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Mon 17 Jan 2011 06:09 PM

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Diabetes could ‘devastate’ Gulf economy, says expert

At least 20% of UAE, Saudi population affected; need to change lifestyle, education

Diabetes could ‘devastate’ Gulf economy, says expert
An estimated 20 percent of the UAE economy is affected by diabetes

A
top diabetes official said diabetes in the Gulf and UAE could potentially have
a devastating effect on the local economy if levels were left untreated.

“Given
the impression I got when were [in Dubai], there’s a high level of
understanding at the political levels of the potential devastating effect of
diabetes in the region in terms of lifestyle and the emerging obesity
epidemic,” Lars Sorenson, president and CEO of Copenhagen-based healthcare
company Novo Nordisk, told Arabian Business.

He
said the higher the income level per country, the greater the risk of diabetes.

“You
even have to be concerned about Iraq going forward – the war has stopped and
income levels are going up again so lifestyles will be impacted.”

General
lack of knowledge and education in the population could be an
insurmountable obstacle, said Sorenson.

“The
general public awareness is similar to other countries of the same income
background. So unfortunately it is a problem of a lack of public awareness, and
it’s important that [health care professionals] get a chance to meet
politicians and people from Treasury who aren’t working on public health issues
all the time… but need to know about the topic to prevent it from becoming a
challenge,” he said.

In
the UAE, where an estimated 20-25 percent of the adult population has the
disease, an increasingly sedentary Western lifestyle is the blame. Sorenson
said Oman, Qatar and Bahrain followed the same pattern.

“It
was lack of activity comparable to other countries of other income levels – but
the MENA region is nitrogenous, so there are countries where it’s not as much
of a problem,” he said, citing poorer, less-Western countries like Yemen.

“Yemen
has lowest income per capita, so people are living rural hard lives and that
means that the prevalence of diabetes is much less,” he said.

“We’ve
seen this in similar environments in Africa – to sustain life in poor-income
countries, people gravitate towards urban areas, and now within the urban areas
you see a blowup in diabetes.”

He
said that in the next few decades, the economy would take the brunt of the
epidemic, with soaring health care costs.

“While
it may not be a major issue at this point in time, it’s likely to,” he said.
“The UAE has the highest prevalence in the region, together with Saudi – almost
20 pct of the adult population there has diabetes. That’s one in every family.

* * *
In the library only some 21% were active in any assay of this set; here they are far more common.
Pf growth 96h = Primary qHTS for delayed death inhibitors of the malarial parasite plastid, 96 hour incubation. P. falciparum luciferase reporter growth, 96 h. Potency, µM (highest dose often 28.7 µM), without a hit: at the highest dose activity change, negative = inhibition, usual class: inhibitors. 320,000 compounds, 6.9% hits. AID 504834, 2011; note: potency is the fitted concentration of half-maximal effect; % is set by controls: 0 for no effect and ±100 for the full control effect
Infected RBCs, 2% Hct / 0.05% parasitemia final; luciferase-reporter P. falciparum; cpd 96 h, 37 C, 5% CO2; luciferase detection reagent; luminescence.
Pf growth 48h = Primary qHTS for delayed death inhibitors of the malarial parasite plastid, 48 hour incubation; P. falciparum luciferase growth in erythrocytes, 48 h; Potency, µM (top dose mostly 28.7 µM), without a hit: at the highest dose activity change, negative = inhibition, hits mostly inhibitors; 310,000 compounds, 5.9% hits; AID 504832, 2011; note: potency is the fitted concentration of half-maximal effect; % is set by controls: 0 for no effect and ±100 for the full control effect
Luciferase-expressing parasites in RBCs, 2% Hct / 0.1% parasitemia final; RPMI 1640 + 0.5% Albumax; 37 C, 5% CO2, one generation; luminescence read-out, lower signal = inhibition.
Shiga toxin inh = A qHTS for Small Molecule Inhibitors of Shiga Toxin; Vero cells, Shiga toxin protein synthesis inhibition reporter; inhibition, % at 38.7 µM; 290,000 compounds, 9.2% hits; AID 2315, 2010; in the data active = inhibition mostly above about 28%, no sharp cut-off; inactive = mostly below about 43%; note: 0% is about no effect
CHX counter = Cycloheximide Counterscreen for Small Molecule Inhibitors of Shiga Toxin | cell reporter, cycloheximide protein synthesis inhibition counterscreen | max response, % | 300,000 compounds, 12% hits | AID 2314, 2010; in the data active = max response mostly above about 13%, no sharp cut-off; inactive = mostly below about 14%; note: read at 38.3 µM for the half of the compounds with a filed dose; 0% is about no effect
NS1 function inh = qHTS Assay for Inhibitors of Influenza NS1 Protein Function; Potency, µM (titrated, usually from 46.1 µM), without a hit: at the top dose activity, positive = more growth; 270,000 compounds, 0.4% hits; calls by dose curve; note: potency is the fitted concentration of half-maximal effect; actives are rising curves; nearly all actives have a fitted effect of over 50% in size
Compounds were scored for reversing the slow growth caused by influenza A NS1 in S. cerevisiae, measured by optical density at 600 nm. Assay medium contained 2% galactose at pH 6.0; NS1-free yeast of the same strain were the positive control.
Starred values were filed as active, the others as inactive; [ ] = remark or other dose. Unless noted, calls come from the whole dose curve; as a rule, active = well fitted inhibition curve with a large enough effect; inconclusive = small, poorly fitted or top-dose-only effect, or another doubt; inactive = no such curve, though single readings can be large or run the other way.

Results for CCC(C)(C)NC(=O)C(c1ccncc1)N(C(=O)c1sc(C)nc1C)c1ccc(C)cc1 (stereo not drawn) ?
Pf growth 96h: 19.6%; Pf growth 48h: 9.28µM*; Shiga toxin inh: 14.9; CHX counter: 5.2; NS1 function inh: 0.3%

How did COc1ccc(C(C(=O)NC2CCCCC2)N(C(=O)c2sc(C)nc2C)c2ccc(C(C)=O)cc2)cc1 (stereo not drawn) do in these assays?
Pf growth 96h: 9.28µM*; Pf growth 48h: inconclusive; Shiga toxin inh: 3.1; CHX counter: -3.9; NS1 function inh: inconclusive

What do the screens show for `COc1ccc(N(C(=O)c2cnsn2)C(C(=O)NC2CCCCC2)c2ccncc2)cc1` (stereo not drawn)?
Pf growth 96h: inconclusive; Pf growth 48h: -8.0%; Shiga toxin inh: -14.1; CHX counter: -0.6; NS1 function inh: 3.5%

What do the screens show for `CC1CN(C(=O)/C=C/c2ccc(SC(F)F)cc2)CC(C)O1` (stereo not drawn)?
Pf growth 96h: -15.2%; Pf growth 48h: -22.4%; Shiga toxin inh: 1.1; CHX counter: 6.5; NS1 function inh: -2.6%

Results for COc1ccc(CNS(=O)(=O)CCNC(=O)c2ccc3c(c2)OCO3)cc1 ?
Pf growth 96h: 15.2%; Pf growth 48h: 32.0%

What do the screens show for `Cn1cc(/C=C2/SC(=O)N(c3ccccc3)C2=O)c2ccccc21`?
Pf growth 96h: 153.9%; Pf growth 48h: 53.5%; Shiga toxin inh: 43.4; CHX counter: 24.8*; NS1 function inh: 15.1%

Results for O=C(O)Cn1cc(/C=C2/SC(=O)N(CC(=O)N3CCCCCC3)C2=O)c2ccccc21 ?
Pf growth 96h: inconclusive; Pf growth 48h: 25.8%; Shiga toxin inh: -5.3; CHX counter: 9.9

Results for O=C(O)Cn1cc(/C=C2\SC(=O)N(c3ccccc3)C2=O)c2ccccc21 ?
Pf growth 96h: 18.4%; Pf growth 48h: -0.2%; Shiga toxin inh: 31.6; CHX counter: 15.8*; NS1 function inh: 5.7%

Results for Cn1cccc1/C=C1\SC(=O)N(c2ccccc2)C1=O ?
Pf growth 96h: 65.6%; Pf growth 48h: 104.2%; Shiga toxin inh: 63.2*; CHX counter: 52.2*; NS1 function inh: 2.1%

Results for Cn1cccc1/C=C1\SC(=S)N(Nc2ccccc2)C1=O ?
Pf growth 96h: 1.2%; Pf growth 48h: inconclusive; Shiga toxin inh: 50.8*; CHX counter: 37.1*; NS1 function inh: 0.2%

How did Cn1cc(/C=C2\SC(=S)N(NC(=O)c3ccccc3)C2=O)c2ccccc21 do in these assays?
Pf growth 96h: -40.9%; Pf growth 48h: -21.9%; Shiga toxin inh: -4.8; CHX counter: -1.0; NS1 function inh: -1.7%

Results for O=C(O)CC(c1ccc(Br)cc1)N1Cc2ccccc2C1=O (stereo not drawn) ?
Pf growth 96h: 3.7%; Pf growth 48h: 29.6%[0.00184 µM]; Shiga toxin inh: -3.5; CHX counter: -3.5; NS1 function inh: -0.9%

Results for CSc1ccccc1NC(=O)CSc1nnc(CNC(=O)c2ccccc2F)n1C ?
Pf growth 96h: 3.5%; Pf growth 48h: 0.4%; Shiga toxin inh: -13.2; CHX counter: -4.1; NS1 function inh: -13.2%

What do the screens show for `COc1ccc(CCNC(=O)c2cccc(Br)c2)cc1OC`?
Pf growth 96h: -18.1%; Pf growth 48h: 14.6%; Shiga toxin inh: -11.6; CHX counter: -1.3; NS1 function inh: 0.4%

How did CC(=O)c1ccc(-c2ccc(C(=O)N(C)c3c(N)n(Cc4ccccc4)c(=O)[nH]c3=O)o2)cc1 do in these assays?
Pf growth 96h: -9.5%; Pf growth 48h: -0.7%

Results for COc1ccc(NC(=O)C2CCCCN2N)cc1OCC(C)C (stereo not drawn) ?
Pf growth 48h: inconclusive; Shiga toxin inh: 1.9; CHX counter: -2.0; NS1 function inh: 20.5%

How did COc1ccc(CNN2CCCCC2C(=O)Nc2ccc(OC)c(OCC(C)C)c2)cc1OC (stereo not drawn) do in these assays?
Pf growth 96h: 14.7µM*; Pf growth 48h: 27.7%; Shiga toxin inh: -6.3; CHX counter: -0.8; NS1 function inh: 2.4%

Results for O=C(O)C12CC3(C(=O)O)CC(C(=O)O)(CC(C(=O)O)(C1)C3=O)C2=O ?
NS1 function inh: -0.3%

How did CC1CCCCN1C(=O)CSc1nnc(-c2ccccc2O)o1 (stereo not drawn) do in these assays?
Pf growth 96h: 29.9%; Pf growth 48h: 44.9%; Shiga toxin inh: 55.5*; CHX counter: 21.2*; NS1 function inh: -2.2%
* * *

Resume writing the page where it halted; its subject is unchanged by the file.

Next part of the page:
So it is likely to change the public perception of diabetes because it’ll be
less stigmatized when people all know someone who has it.”

Experience
in the US and Europe has taught researchers that diabetes is one of the most
costly diseases to a healthcare system. Still, the disease itself – if caught
early – is inexpensive when treated on an individual basis.

“The
[early] medicines are affordable – it’s when they’re not getting proper
treatment and we get very serious health issues like kidney failure, strokes,
cardiovascular disease, the amputations and blindess,” he said. “These all stem
from diabetes, and are likely to be one of the biggest public health costs to
any public country.”

Most
Gulf countries have underestimated the illness’s impact.

“It’s
often countries in transition economically, and they’re dealing with trying to
build infrastructure, trying to build schools and social security… most have
underestimated how difficult it is to get politicians to understand that this
needs to be addressed,” he said. “The UAE [government] seems to understand the
issue and I think there’s reason to be optimistic that opportunities will
emerge from this.”

But
the impact of culture on diet and lifestyle remains key.

“They’re
impacted by the culture of individual people, and it’s very hard to change
culture,” Sorenson said. “So the middle income countries will get worse before
they get better. In the meantime the main thing is to insure there’s health
care capacity to treat diabetes.”

 

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HEALTH & FITNESS 8 years ago

have you noticed that when referring to particularly bad eating habits, its always 'western eating habits'.
Just goes to show what the west does is not a panacea for everything in our lives. Traditional arabian/middle eastern eating habits are the envy of any hardcore professional athlete (dates and milk in plenty, bowls of fresh raw vegetables, pulses and grains, olive oil drizzled over everything, magnificent...)

We dont need food produced in a lab. Thank you but no thank you Ms. America. Keep your burgers, fries, chips, hot dog (what kind of name for a food is that?) (im getting a chill in my spine just mentioning these foods - disgusting...)

MIDDLE EAST - PLEASE BAN THESE FOODS IMMEDIATELY/THEY ARE TOXIC & DANGEROUS TO OUR CHILDREN - they are destroying lives.
And if anyone who is overweight is happy with himself and wants to continue eating it or for those occasions - you can make this food at home using natural ingredients... delicious.

His Excellency Dr Paul 8 years ago

Ah yes, I somehow knew it would be blamed on westerners. It's always the west's fault isn't it?

I know this is an alien concept to many here, but nothing needs to be banned before you stop eating too much of it. You can use your freedom to choose and select healthy foods. There is plenty in the supermarket and most restaurants have healthier options too.

No one is being force-fed. Take responsibility for yourselves and stop blaming everyone else. Nothing goes through that little hole under your nose and into your stomach unless YOU put it there.